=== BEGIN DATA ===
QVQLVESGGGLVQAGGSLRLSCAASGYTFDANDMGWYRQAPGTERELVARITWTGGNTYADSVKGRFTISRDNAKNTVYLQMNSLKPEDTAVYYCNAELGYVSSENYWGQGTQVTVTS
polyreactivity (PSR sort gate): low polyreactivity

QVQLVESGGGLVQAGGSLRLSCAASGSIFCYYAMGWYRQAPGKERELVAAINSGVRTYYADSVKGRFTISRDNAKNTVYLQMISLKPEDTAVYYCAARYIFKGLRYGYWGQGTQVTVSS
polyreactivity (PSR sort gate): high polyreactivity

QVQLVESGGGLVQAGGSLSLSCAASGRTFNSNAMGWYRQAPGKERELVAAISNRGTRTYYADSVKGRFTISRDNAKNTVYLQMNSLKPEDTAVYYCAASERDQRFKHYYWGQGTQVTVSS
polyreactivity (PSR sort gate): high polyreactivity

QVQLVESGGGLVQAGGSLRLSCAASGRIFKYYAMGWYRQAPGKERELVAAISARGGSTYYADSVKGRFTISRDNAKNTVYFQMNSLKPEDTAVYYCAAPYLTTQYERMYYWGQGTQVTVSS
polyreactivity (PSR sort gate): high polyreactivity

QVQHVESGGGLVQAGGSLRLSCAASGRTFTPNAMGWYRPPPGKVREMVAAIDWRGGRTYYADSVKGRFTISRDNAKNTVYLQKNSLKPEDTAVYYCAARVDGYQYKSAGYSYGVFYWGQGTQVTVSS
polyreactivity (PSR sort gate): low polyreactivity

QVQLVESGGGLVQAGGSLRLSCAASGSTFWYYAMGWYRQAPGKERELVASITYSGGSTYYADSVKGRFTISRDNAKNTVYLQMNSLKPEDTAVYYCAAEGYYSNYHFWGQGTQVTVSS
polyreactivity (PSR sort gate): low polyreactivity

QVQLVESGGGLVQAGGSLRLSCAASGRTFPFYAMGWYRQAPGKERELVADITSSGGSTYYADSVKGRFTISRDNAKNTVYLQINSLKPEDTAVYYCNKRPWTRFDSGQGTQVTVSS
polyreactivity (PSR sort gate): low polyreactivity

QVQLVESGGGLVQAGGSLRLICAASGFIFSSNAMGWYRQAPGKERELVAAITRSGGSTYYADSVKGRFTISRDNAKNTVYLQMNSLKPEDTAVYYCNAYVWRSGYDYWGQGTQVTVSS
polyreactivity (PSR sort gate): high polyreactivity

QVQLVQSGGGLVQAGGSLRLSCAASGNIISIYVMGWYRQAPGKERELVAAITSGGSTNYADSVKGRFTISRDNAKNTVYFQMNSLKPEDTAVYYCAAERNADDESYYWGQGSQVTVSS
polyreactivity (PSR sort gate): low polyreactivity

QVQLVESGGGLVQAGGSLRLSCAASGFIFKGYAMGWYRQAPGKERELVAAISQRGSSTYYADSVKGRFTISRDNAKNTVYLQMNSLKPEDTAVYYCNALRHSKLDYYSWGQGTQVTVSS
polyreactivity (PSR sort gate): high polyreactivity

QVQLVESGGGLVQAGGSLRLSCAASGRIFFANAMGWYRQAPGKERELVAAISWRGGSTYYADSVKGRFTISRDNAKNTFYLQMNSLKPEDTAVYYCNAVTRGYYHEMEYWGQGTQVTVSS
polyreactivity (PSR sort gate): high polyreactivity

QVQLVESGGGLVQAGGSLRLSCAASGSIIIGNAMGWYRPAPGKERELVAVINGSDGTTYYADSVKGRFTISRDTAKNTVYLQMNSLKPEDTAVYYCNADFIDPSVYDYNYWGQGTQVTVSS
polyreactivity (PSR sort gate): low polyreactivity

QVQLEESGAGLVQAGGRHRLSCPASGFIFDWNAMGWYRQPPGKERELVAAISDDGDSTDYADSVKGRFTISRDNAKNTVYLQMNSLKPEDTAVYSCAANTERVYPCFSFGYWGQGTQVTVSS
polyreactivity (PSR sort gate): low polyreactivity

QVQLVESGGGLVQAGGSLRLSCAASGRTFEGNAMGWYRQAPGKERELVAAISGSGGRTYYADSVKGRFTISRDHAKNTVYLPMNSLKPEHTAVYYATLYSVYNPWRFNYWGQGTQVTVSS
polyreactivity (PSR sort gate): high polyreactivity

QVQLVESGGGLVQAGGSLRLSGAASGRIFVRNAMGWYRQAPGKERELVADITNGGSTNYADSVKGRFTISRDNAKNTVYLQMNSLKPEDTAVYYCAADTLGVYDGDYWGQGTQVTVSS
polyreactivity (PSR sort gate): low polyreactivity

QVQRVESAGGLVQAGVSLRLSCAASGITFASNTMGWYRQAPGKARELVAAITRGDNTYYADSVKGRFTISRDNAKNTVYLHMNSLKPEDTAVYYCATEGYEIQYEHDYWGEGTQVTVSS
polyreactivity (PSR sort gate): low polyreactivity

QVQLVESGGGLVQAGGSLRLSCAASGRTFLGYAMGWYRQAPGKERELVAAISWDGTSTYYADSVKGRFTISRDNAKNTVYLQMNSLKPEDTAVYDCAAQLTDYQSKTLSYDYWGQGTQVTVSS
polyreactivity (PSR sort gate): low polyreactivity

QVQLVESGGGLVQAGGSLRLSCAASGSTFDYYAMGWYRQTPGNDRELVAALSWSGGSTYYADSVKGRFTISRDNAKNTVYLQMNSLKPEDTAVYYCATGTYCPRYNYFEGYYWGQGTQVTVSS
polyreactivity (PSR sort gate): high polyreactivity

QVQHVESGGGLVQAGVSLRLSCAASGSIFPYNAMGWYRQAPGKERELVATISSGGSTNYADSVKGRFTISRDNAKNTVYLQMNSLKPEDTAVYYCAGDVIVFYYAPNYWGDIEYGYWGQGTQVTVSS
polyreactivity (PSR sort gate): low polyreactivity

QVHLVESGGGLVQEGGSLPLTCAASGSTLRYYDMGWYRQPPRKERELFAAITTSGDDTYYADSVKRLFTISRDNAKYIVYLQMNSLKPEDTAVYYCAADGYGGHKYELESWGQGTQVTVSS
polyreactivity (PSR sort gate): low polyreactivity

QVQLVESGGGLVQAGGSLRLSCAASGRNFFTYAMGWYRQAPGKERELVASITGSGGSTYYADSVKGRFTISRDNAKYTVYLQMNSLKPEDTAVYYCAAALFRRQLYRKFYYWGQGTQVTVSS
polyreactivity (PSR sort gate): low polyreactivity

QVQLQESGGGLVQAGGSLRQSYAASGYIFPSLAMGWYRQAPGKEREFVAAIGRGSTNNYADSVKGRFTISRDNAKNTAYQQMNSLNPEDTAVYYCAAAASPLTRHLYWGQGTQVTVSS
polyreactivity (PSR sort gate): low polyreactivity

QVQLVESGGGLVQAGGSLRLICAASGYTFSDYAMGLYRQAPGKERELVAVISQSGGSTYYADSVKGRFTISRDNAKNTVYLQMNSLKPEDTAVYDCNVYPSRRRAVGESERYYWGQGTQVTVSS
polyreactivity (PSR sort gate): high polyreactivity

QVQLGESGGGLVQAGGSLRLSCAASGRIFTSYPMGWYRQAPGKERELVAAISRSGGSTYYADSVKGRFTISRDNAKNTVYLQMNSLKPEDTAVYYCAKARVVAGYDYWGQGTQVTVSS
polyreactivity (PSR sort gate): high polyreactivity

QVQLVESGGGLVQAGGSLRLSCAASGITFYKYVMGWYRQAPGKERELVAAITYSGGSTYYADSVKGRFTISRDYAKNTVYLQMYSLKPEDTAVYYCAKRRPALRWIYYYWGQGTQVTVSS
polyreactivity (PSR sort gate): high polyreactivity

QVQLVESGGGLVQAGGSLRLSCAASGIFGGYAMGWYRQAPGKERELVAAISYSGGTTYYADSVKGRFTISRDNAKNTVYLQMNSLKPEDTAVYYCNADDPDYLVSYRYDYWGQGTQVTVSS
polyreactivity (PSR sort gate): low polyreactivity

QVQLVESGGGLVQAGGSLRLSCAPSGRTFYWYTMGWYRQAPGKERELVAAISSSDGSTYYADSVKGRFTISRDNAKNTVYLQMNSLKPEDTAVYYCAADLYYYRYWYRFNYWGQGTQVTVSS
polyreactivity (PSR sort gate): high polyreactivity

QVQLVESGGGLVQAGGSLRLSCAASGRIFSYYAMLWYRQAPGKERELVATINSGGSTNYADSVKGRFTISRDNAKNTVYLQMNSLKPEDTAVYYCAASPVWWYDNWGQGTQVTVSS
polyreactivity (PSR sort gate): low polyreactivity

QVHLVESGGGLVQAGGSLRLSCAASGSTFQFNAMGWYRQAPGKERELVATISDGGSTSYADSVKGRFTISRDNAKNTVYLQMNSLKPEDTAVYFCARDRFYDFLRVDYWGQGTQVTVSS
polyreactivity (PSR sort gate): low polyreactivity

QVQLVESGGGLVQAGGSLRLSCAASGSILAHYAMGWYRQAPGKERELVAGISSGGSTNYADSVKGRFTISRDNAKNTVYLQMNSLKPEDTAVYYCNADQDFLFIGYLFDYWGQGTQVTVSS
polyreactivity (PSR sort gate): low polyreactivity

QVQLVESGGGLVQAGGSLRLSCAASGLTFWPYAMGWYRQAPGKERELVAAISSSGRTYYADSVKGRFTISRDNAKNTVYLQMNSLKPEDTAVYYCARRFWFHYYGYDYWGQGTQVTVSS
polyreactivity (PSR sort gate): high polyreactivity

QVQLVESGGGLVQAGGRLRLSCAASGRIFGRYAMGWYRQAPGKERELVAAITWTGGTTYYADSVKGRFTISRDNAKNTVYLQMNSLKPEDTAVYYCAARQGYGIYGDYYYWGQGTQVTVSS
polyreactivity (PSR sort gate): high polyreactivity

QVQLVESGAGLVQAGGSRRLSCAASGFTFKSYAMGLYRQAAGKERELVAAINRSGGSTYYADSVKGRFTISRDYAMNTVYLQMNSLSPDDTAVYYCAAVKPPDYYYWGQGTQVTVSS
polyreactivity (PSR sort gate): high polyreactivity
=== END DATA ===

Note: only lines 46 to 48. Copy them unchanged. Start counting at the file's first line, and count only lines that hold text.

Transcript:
polyreactivity (PSR sort gate): high polyreactivity

QVQLGESGGGLVQAGGSLRLSCAASGRIFTSYPMGWYRQAPGKERELVAAISRSGGSTYYADSVKGRFTISRDNAKNTVYLQMNSLKPEDTAVYYCAKARVVAGYDYWGQGTQVTVSS
polyreactivity (PSR sort gate): high polyreactivity